How Children Succeed

How Children Succeed Author Hamzer akyuz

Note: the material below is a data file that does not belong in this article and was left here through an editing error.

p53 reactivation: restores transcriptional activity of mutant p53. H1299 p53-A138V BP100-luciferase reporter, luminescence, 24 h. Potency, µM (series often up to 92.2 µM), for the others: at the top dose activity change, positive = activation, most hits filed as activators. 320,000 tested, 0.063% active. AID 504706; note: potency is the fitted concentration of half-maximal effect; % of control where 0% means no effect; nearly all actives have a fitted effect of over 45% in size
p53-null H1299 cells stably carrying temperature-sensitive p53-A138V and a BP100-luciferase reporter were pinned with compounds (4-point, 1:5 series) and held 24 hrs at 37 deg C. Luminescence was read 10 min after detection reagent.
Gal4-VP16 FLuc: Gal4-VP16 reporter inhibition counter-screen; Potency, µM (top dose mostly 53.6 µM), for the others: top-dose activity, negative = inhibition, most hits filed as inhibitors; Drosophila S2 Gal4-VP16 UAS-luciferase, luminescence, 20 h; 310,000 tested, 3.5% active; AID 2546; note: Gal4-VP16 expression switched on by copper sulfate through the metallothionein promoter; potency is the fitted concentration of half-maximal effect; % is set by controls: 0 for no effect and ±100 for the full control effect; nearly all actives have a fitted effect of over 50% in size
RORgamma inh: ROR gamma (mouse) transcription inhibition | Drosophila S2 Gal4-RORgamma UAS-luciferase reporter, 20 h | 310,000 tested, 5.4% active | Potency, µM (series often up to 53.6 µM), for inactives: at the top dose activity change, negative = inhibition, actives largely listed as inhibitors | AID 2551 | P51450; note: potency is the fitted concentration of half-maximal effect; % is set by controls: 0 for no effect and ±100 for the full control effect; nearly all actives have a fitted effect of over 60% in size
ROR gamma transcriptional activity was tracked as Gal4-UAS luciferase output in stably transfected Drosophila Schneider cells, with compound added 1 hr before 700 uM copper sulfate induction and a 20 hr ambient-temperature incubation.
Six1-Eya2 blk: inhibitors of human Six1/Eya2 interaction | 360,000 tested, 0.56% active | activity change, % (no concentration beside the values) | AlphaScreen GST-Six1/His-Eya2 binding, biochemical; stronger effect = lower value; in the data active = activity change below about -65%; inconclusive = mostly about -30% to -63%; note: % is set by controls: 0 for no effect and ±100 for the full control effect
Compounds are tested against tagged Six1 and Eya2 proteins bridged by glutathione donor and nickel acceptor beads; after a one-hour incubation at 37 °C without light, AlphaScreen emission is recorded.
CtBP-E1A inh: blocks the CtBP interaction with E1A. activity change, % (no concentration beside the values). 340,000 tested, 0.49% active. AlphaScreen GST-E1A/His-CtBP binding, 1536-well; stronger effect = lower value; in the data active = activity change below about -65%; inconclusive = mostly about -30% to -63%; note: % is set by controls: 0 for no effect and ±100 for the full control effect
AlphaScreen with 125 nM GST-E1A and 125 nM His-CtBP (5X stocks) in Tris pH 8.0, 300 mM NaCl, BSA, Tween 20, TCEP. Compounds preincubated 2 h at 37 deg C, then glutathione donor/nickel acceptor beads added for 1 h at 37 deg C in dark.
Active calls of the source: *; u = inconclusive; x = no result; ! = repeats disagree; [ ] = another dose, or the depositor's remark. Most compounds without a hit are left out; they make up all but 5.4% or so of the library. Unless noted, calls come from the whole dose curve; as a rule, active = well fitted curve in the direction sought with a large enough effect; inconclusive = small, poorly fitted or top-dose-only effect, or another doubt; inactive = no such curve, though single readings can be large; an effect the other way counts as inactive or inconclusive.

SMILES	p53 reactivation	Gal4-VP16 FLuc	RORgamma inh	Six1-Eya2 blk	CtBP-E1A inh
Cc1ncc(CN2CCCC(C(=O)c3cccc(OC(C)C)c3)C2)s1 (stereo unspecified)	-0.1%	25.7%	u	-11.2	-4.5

ISBN-10
Release 2012-09-04
Pages